Animal associations

Amid community uproar, VIPD announces two new animal cruelty investigators

A box of new puppies left on the doorstep of the Humane Society of St. Thomas is a fairly common occurrence, according to Dellia Holodenschidel, chair of the board. (Photo courtesy of Dellia Holodenschidel)

Just a day after the community learned of the horrific torture and murder of a dog in April in St. Croix, news circulated in the territory that the sole animal cruelty officer had been removed from his post. Angry messages and petitions demanded on social networks for explanations and the reinstatement of the police officer; Detective Daniel Rodriguez.

On Wednesday, Police Commissioner Ray Martinez told the source that they have selected new animal cruelty investigators who are already stationed in both districts. Martinez also said that releasing Rodriguez from his mission hours after the dog’s mutilation was discovered was a coincidence. The commissioner did not recall the incident so it was not a factor, adding that a number of officers were transferred to the patrol unit, not just Rodriguez.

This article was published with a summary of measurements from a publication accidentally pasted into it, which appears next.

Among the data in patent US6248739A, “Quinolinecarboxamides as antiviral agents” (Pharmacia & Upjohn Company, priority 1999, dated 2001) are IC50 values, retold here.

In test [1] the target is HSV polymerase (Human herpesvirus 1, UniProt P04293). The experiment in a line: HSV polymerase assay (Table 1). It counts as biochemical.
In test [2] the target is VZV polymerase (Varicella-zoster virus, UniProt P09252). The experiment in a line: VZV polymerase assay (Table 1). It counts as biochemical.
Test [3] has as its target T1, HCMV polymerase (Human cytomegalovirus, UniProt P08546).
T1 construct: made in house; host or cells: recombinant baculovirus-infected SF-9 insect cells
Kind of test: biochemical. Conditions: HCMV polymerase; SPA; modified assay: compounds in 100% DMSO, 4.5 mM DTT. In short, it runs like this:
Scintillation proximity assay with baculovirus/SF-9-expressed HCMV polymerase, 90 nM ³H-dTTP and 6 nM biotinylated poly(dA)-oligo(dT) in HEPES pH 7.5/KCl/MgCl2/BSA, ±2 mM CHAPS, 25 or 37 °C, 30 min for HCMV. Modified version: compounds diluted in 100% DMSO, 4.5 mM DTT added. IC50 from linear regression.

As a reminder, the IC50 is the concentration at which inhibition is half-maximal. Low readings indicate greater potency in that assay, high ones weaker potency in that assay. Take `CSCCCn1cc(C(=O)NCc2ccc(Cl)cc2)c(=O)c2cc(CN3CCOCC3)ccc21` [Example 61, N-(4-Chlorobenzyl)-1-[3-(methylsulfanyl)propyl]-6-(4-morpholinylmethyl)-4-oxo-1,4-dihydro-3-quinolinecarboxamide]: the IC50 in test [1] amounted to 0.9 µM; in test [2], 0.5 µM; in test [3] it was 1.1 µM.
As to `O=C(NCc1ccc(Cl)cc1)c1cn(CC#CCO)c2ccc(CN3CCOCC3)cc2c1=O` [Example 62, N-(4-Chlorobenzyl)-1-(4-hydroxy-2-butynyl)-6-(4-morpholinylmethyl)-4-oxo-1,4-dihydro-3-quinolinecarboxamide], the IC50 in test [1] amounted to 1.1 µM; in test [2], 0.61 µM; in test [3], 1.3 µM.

“The chief and I made the objective recommendation to move him to perform patrols concurrent with his animal cruelty duties,” Martinez said. “He was transferred to the Patrol Division and advised that he would continue from the Patrol Department to deal with and respond to animal cruelty issues.”

Rescue organizations rely heavily on VIPD to help protect animals and humans. They also keep the community healthy – dogs attack humans and farm animals, and sick and dying animals spread disease.

Rodriguez has been with the VI Police Department more than a quarter century and the territory’s only animal cruelty investigator for the past five years. Rodriguez also served in the U.S. Army and National Guard Military Police VI.

How VIPD Helps

The VIPD Animal Cruelty Investigator, like any other police officer, has a badge, a gun, and the authority to seize animals and issue charges and citations. This is what the rescuers say they need – preferably a unit of officers. Rescue personnel do not have the authority to remove animals from private properties – and also from government properties where they frequently find dogs chained up.

Rodriguez performed all of these tasks and more according to staff at St. Croix Animal Welfare Center and other rescues. Not only did he accompany the staff to dangerous places to remove abused or neglected animals, but he returned frequently to feed and give water to those who remained.

Andreas Gloggengieser, executive director of the Animal Welfare Center, said they call for Rodriguez’s help at least once a week to help bring in stray animals in poor condition. He also said the detective fed stray dogs and patrolled areas from which complaints had been received of fighting dogs. Rodriguez even fostered and adopted dogs, the manager said.